I'm really not trying to bash the tool. I expect there are those who
    like it and use it. I have often wanted a good tool for drawing
    waveforms and timing diagrams. But the very first and most important
    feature is that it has to be easy and intuitive to use. I feel that I
    should be able to sit down and use it without reading a manual or
    taking a tutorial. Many years ago I did that with a Mac! I expect
    most people do that with the iPhone and iPod. A timing diagram editor
    is not a complex tool. I should be able to draw simple waveforms
    without learning a complex interface. I currently use Visio and I
    find that to be a burdensome tool for simple things. It also has its
    own ways in which it doesn't work. I just wanted something a bit
    simpler.


    > (Not that a specification for the medical industry couldn't be more
    > generally useful, but it seems unlikely to cover complex drawing tools)


    I agree. I'm not sure why you mention this, but it sounds right.

    Do you know of a common denominator for tools with graphical
    interfaces?

    BTW, as long as I am ragging on the world of software. I don't like
    excessive movements of the mouse and switching back and forth with the
    keyboard. One of the things I have done to minimize movements is to
    move my windows toolbar to the top of the screen next to the menu of
    most programs. I find this so much easier to use than dragging the
    mouse around from top to bottom of the screen when I want to select
    between programs (which I seem to do a lot).

    The problem is that *many* programs (including Visio) don't understand
    that the windows toolbar is at the top now. New windows open with the
    title bar at the top of the screen, under the toolbar. Worse, some
    programs remember that they were at the top of screen, but remember it
    correctly (as being X pixels above the visible edge). Then when they
    restart incorrectly (or the dialog is reopened) the window is that
    much *more* off the top of the screen!!! With those applications I
    have to drag them well back onto the visible screen and try to
    remember to drag them back toward the middle before I close when they
    start drifting off the top again.

    Is it time to start cutting off fingers of programmers who continually
    mess up things like this? After a few mistakes they will be much less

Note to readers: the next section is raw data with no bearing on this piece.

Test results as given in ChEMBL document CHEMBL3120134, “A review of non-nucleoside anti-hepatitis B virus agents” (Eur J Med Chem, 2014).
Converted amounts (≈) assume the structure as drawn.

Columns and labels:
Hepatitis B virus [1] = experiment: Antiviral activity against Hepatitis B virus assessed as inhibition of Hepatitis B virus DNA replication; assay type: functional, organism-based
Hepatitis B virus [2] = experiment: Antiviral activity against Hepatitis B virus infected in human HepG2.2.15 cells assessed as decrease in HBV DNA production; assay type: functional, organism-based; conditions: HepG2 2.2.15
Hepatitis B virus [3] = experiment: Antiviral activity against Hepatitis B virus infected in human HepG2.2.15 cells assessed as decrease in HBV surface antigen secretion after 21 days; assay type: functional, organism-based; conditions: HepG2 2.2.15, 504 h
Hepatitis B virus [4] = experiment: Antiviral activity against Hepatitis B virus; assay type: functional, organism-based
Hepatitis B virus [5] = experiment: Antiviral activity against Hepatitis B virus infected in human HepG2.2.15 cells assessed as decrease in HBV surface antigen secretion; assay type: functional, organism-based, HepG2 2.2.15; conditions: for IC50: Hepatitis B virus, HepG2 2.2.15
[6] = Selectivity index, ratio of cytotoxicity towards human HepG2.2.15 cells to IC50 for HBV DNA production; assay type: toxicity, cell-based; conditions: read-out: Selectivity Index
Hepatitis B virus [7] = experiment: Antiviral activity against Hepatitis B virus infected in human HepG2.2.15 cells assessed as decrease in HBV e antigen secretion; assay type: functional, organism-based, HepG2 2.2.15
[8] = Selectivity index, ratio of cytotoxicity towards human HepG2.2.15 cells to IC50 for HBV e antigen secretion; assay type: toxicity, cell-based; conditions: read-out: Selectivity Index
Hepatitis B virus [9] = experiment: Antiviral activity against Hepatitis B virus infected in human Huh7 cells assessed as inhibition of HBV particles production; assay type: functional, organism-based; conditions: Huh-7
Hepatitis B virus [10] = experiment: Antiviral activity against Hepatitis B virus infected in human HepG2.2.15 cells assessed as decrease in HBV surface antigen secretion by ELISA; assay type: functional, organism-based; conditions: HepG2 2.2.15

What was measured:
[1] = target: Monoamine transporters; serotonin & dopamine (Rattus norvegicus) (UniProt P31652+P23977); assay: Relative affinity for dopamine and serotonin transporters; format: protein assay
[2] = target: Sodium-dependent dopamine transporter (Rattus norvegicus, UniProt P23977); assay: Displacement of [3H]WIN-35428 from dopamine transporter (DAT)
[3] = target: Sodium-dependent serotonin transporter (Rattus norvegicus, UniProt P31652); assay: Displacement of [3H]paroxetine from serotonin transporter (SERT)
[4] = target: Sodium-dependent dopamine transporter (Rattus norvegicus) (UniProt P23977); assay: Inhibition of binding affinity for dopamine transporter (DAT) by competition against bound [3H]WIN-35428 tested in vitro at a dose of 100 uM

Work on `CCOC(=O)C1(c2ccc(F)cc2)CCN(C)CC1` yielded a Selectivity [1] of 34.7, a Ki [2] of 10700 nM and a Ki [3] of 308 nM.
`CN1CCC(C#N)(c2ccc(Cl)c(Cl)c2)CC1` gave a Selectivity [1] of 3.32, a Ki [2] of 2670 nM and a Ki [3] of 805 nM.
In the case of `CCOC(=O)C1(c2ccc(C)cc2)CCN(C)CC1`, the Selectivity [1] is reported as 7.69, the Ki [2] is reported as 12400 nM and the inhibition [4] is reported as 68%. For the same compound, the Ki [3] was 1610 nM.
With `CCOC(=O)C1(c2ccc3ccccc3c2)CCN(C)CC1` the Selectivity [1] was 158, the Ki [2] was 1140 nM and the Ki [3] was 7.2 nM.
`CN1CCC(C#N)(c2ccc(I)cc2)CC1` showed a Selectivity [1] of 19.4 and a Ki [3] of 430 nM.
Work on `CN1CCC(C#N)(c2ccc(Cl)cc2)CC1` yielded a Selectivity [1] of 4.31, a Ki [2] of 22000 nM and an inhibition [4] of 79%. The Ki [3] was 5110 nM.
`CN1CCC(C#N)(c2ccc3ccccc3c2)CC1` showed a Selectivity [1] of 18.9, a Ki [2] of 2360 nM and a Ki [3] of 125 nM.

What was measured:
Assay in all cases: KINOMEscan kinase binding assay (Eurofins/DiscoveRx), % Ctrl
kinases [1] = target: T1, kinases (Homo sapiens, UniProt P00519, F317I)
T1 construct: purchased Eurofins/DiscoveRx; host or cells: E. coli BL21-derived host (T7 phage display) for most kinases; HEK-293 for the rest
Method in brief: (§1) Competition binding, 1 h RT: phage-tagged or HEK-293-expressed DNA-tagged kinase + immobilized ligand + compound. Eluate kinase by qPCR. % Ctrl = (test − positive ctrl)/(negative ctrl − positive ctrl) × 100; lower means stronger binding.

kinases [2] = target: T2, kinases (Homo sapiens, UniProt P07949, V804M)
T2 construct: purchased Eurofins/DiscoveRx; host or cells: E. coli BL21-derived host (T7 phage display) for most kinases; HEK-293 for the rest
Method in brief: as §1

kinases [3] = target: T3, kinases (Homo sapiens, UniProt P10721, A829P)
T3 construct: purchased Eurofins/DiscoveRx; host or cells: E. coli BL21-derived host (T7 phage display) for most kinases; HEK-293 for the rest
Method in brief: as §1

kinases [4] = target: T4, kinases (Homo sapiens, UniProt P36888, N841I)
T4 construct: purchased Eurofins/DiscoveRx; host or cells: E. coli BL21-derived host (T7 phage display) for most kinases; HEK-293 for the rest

proficient at pumping out code (producing fewer bad programs) and
    after 10 mistakes... well I guess they could still type with their
    noses... 8^*

    Just a thought...

    Rick

    PS I am currently struggling with the Aldec simulator which has it's
    own set of problems. I'm actually here to complain about that, but
    I'll do it in another thread.
     
    rickman, Jun 5, 2008
    #8
  9. timinganalyzer

    Robert Miles Guest

    "rickman" <> wrote in message
    news:...
    [snip]
    > Independant of the UI issues, a program really shouldn't crash when it
    > reads a data file... of any nature. Of course that is a theoretical
    > goal and can be difficult to achieve in practice. But certainly
    > crashing on startup without visible error messages is not a good thing
    > either. I had to start it from a DOS box to get anything useful from
    > it... maybe that is more of a Java issue... and don't get me started
    > complaining about Java. Does *anything* written in Java actually
    > work?
    >

    I suggest that any program for Windows Vista that uses Java should
    start with a check to see if Java is even installed, and if so, whether
    the version installed is suitable for what the program needs. My version
    of Vista came without Java, and the Microsoft version is no longer
    available. I installed the Sun version, but still have problems with
    getting
    all the programs that use Java to run correctly.

    http://www.java.com/en/
     
    Robert Miles, Jun 5, 2008
    #9
  10. timinganalyzer

    KJ Guest

    On Jun 5, 9:14 am, Brian Drummond <>
    wrote:
    > On Wed, 4 Jun 2008 12:44:03 -0700 (PDT), rickman <>
    >
    > Do you work in the NHS, or for one of their equipment suppliers?
    > All the CUI references (includinghttp://www.mscui.net/seem to be
    > associated with the health care sector.
    >

    I think what rickman was trying to remember was the 'Common User
    Access' or 'CUA' developed by IBM.

    http://en.wikipedia.org/wiki/Common_User_Access

    KJ
     
    KJ, Jun 5, 2008
    #10
  11. timinganalyzer

    Robert Miles Guest

    "Robert Miles" <> wrote in message
    news:_tU1k.736$...
    >
    > "rickman" <> wrote in message
    > news:...